Friday, January 16, 2009

Languages, dialects, and politics

When you think logically about where to draw a line between a dialect and a language, it would seem that the place to draw the line would be at mutual intelligibility. If the way two groups of people speak is mutually intelligible but somewhat different in pronunciation, word usage, etc., you're looking at two dialects, whereas if those two patterns of speech are not mutually intelligible, you're looking at two languages.

This standard would generally work well as a rule of thumb. American, British, and Australian English would all be dialects, as would the Kantou and Kansai dialects of Japanese, while Spanish and Portuguese would be languages. However, such a division won't always hold true in all languages, and the big example I'm thinking of is Chinese.

China is a country full of what I, and apparently most linguists, would call languages. They are all for the most part related Sino-Tibetan languages, but as they are generally mutually unintelligible I'd classify them as languages. Indeed, the English of most of these end in the "-ese" suffix, designating them as languages rather than dialects, e.g., Cantonese, Shanghainese, etc. However, in Chinese they are referred to as fāngyán 方言 ("dialects"). When referring to them directly, Chinese will often use the -huà -话 (roughly, "speak") suffix, which usually designates a dialect, e.g., Guǎngdōnghuà 广东话 ("Cantonese"), Shànghǎihuà 上海话 ("Shanghainese"), etc. Other examples of where this -huà -话 is used to designate a dialect are Pǔtōnghuà ("Mandarin", or literally "normal speak") and Měiguóhuà ("American English", or literally "America speak"). In contrast, the suffixes -yǔ -语 and -wén -文 are generally used to designate languages, e.g., Hànyǔ 汉语 ("Chinese", or literally "the Han language"), Zhōngwén 中文 ("Chinese", or literally "the Chinese language"), Yīngyǔ 英语 and Yīngwén 英文 ("English"), etc.

I often compare Chinese "dialects" to the Romance languages. The differences between Chinese dialects and the Romance languages are similar. The spoken word is generally mutually unintelligible, but you'll be able to pick out at a minimum some words and phrases. They all share a vast vocabulary base, although pronunciations often vary to the point of mutual unintelligibility. Grammar is extremely similar, so if you ever do need to learn another, you'll have little problem doing it. If you know one, you can do a pretty good job of reading another. Indeed, the two words above for Chinese emphasize this fact; -yǔ -语 emphasizes the spoken language, and hence is linked with the Han group and how they in particular speak, while -wén -文 emphasizes the written language, and hence is linked with all of China because of how the written language can largely be understood anywhere in China regardless of the dialect you speak.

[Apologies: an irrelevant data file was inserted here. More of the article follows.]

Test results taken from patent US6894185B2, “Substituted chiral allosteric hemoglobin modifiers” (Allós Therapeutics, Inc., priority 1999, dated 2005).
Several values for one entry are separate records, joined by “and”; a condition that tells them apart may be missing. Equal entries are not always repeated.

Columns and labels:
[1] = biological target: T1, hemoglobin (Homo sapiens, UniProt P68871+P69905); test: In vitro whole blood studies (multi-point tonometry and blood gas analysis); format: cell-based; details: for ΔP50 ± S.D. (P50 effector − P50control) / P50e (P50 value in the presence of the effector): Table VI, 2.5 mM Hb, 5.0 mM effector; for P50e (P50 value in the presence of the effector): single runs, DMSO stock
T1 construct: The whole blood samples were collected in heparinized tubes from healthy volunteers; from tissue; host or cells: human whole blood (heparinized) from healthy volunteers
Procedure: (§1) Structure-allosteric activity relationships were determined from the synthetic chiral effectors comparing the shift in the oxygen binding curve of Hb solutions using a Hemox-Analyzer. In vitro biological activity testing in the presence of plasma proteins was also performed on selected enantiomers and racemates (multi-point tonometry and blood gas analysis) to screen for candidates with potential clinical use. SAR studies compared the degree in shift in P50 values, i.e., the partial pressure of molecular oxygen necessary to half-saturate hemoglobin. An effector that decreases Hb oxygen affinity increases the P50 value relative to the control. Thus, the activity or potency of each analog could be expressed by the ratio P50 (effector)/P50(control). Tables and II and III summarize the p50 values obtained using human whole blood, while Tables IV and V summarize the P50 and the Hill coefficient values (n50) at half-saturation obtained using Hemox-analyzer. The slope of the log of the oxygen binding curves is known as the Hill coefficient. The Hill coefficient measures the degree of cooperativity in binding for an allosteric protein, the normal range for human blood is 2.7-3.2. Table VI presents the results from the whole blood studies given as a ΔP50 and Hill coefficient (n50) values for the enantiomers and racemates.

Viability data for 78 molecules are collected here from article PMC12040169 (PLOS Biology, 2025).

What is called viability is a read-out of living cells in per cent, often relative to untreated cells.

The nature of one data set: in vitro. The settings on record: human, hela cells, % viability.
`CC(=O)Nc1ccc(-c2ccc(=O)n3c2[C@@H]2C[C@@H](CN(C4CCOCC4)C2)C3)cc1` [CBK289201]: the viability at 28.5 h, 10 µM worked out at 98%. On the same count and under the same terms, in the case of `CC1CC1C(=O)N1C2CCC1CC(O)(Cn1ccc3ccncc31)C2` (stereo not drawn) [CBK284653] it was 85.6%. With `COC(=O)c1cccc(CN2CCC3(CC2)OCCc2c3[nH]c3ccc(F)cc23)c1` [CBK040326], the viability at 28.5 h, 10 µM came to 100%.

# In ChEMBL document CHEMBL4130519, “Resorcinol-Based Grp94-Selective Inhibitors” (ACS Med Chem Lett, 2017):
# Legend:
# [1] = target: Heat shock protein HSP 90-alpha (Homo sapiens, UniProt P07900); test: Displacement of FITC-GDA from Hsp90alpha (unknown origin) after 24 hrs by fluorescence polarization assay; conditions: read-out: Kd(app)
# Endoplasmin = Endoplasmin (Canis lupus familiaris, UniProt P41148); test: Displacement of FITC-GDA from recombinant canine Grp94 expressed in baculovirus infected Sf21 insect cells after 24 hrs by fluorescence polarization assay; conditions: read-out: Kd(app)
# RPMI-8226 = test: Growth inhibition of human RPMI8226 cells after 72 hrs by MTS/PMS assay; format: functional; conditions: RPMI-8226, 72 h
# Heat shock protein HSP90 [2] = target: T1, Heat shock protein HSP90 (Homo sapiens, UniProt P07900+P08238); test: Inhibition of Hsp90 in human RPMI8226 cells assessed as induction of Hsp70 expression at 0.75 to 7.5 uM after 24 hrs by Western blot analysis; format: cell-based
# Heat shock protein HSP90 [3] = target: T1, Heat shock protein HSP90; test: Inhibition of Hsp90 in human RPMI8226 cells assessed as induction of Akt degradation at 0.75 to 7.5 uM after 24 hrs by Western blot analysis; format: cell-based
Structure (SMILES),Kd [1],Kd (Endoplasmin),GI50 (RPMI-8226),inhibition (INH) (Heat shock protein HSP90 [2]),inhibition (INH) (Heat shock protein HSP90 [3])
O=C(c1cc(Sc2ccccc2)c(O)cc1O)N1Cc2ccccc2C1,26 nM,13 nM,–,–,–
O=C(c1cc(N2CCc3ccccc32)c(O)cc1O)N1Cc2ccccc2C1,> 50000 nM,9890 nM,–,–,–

So why is one called a dialect and the other a language? Although I'd venture that the gap between the Romance languages might be a bit bigger than the gap between the Chinese dialects, it seems to me that history and politics are at the heart of it. Europe has long been divided into countries, each more or less with its own language, stressing the difference. China, on the other hand, for whom national unity has been a long historical struggle and remains a core policy of the government, prefers to stress the oneness of the Chinese language while downplaying the differences that these dialects actually represent. But, if you consider them dialects, then you can make a pretty strong argument that the Romance languages are dialects of Latin. And if you consider the Romance languages to be languages, then, vice versa, you can argue that the Chinese dialects are mostly separate languages as well.

What does a language learner take home from this? If you speak Mandarin, don't think you're going to nail down Cantonese as easily as you'd go from American English to British English just because it's called a dialect. At the same time, don't think that the differences between Portuguese and Spanish are so great just because they're called separate languages. If you really want to know how far two languages/dialects are apart from each other, talk to some speakers of both languages and take a look at some language family trees, which can be found aplenty on Wikipedia.

No comments:

Post a Comment